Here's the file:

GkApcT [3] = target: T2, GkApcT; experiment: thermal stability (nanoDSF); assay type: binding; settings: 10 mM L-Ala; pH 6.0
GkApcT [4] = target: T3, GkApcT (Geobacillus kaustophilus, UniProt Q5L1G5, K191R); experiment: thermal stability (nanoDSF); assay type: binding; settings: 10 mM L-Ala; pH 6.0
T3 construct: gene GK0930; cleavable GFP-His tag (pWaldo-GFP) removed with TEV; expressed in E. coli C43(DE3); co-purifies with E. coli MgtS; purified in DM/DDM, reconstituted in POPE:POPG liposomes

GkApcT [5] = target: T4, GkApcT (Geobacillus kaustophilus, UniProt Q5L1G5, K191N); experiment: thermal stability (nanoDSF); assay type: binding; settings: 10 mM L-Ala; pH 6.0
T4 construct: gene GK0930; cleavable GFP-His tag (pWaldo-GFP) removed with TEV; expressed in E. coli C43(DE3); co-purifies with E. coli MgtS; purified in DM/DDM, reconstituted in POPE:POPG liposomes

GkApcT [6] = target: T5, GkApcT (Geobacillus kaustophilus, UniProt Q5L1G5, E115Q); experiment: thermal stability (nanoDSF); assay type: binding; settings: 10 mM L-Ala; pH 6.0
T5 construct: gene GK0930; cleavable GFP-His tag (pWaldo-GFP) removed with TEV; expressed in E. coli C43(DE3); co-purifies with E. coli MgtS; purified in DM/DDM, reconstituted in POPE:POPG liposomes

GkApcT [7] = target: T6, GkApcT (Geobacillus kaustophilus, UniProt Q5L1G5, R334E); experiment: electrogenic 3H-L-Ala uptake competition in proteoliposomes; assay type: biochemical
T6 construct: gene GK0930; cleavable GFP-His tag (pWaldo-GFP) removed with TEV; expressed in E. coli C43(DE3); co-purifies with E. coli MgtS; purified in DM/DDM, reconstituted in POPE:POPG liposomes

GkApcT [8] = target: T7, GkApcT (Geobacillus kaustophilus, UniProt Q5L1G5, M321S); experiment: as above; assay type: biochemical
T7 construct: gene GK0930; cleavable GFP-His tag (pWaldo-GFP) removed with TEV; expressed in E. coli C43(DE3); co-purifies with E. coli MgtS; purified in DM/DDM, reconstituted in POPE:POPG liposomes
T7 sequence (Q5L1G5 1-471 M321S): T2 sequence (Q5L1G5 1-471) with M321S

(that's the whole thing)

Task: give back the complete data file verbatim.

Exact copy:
GkApcT [3] = target: T2, GkApcT; experiment: thermal stability (nanoDSF); assay type: binding; settings: 10 mM L-Ala; pH 6.0
GkApcT [4] = target: T3, GkApcT (Geobacillus kaustophilus, UniProt Q5L1G5, K191R); experiment: thermal stability (nanoDSF); assay type: binding; settings: 10 mM L-Ala; pH 6.0
T3 construct: gene GK0930; cleavable GFP-His tag (pWaldo-GFP) removed with TEV; expressed in E. coli C43(DE3); co-purifies with E. coli MgtS; purified in DM/DDM, reconstituted in POPE:POPG liposomes

GkApcT [5] = target: T4, GkApcT (Geobacillus kaustophilus, UniProt Q5L1G5, K191N); experiment: thermal stability (nanoDSF); assay type: binding; settings: 10 mM L-Ala; pH 6.0
T4 construct: gene GK0930; cleavable GFP-His tag (pWaldo-GFP) removed with TEV; expressed in E. coli C43(DE3); co-purifies with E. coli MgtS; purified in DM/DDM, reconstituted in POPE:POPG liposomes

GkApcT [6] = target: T5, GkApcT (Geobacillus kaustophilus, UniProt Q5L1G5, E115Q); experiment: thermal stability (nanoDSF); assay type: binding; settings: 10 mM L-Ala; pH 6.0
T5 construct: gene GK0930; cleavable GFP-His tag (pWaldo-GFP) removed with TEV; expressed in E. coli C43(DE3); co-purifies with E. coli MgtS; purified in DM/DDM, reconstituted in POPE:POPG liposomes

GkApcT [7] = target: T6, GkApcT (Geobacillus kaustophilus, UniProt Q5L1G5, R334E); experiment: electrogenic 3H-L-Ala uptake competition in proteoliposomes; assay type: biochemical
T6 construct: gene GK0930; cleavable GFP-His tag (pWaldo-GFP) removed with TEV; expressed in E. coli C43(DE3); co-purifies with E. coli MgtS; purified in DM/DDM, reconstituted in POPE:POPG liposomes

GkApcT [8] = target: T7, GkApcT (Geobacillus kaustophilus, UniProt Q5L1G5, M321S); experiment: as above; assay type: biochemical
T7 construct: gene GK0930; cleavable GFP-His tag (pWaldo-GFP) removed with TEV; expressed in E. coli C43(DE3); co-purifies with E. coli MgtS; purified in DM/DDM, reconstituted in POPE:POPG liposomes
T7 sequence (Q5L1G5 1-471 M321S): T2 sequence (Q5L1G5 1-471) with M321S